Ethiopia vows to fix disputes that cost 100,000 lives

Lazy eyes listen


Ethiopia’s defense minister, Abraham Belay, has announced plans for a referendum to ensure that the territorial conflicts of the Tigray and Amhara regions are resolved in conformity with constitutional law and a peace settlement struck last November.

Belay claimed on Tuesday in a Facebook post that the minister addressed to the Pretoria Agreement and the problems of locals and over 2.5 million people displaced by Tigray’s two-year civil war.

“We are working hard to address issues that have been neglected and are causing serious harm to our people.” Residents in these districts will also have a firm foundation for electing and governing their own governors, he said.

In 2020, Ethiopia’s northern Tigray area suffered a fierce battle, which concluded in November when the federal government and the Tigray People’s Liberation Front signed the Pretoria Agreement, an African Union-mediated peace agreement signed in the South African capital.

According to the Peace Research Institute Oslo (PRIO), the Tigray War will be the world’s bloodiest conflict in 2022, with well over 100,000 people killed.

According to the UN Refugee Agency, more than 2.6 million people have been internally displaced as a result of the violence, which has exacerbated famine-like circumstances in the region.

The military minister of the East African country stated on Tuesday, “Work is being done to ensure the safety and peace of the displaced people.”

“The people will return to their homes soon and establish their own administration in a manner that ensures their constitutional rights,” he continued.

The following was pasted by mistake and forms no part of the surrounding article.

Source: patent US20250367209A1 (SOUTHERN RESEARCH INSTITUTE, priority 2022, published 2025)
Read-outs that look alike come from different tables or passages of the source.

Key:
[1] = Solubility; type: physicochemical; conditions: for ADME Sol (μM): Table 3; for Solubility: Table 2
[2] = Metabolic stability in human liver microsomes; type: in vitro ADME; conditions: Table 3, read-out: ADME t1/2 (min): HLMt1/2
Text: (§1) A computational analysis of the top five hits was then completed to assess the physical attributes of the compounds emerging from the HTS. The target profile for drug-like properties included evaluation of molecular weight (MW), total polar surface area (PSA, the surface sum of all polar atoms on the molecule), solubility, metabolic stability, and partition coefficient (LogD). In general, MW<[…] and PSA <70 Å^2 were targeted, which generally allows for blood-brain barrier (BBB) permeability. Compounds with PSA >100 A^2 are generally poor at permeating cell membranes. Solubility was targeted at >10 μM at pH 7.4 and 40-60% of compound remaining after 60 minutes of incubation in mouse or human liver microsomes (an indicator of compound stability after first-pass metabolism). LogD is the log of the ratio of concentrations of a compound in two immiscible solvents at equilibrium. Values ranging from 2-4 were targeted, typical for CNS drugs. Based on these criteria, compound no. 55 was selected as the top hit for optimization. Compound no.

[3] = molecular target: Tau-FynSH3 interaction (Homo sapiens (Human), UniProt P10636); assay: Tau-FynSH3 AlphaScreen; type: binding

The region’s contested territory is the Western Tigray Zone, where Amnesty International and Human Rights Watch have both accused Amhara regional security forces and local administrations of ethnic cleansing against Tigrayans.

During the war, Amhara militias fought alongside the Ethiopian National Defense Force (ENDF) against Tigrayan troops, capturing territory and driving away tens of thousands of Tigrayans.

Belay stated that the government will dismantle regimes “in areas where an illegal administration has been established,” adding that “the ENDF will ensure that there are no other armed forces except the federal security forces.”

Heavy combat erupted earlier this month between the ENDF and the local Amhara’s Fano militia in response to the government’s decision to integrate regional troops into the federal police or military.

Authorities imposed a six-month state of emergency last week in reaction to the violence in Bahir Dar, Gondar, Lalibela, and other places, which has resulted in scores of deaths.